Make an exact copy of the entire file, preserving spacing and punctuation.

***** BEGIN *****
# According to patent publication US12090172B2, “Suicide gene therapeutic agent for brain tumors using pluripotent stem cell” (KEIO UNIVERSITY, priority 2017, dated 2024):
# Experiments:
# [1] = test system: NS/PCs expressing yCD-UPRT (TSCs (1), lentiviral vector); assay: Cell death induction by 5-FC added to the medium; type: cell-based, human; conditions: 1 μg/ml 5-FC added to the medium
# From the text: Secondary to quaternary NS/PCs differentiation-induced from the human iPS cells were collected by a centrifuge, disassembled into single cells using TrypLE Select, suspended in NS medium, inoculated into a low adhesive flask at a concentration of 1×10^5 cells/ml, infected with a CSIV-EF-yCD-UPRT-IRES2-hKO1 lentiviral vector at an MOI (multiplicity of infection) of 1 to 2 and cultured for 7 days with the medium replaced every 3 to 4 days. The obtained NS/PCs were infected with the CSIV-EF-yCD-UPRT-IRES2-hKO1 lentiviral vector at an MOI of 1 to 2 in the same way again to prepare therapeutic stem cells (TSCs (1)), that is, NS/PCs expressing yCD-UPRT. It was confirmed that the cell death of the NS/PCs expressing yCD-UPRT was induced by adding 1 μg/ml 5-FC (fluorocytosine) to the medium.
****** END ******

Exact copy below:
# According to patent publication US12090172B2, “Suicide gene therapeutic agent for brain tumors using pluripotent stem cell” (KEIO UNIVERSITY, priority 2017, dated 2024):
# Experiments:
# [1] = test system: NS/PCs expressing yCD-UPRT (TSCs (1), lentiviral vector); assay: Cell death induction by 5-FC added to the medium; type: cell-based, human; conditions: 1 μg/ml 5-FC added to the medium
# From the text: Secondary to quaternary NS/PCs differentiation-induced from the human iPS cells were collected by a centrifuge, disassembled into single cells using TrypLE Select, suspended in NS medium, inoculated into a low adhesive flask at a concentration of 1×10^5 cells/ml, infected with a CSIV-EF-yCD-UPRT-IRES2-hKO1 lentiviral vector at an MOI (multiplicity of infection) of 1 to 2 and cultured for 7 days with the medium replaced every 3 to 4 days. The obtained NS/PCs were infected with the CSIV-EF-yCD-UPRT-IRES2-hKO1 lentiviral vector at an MOI of 1 to 2 in the same way again to prepare therapeutic stem cells (TSCs (1)), that is, NS/PCs expressing yCD-UPRT. It was confirmed that the cell death of the NS/PCs expressing yCD-UPRT was induced by adding 1 μg/ml 5-FC (fluorocytosine) to the medium.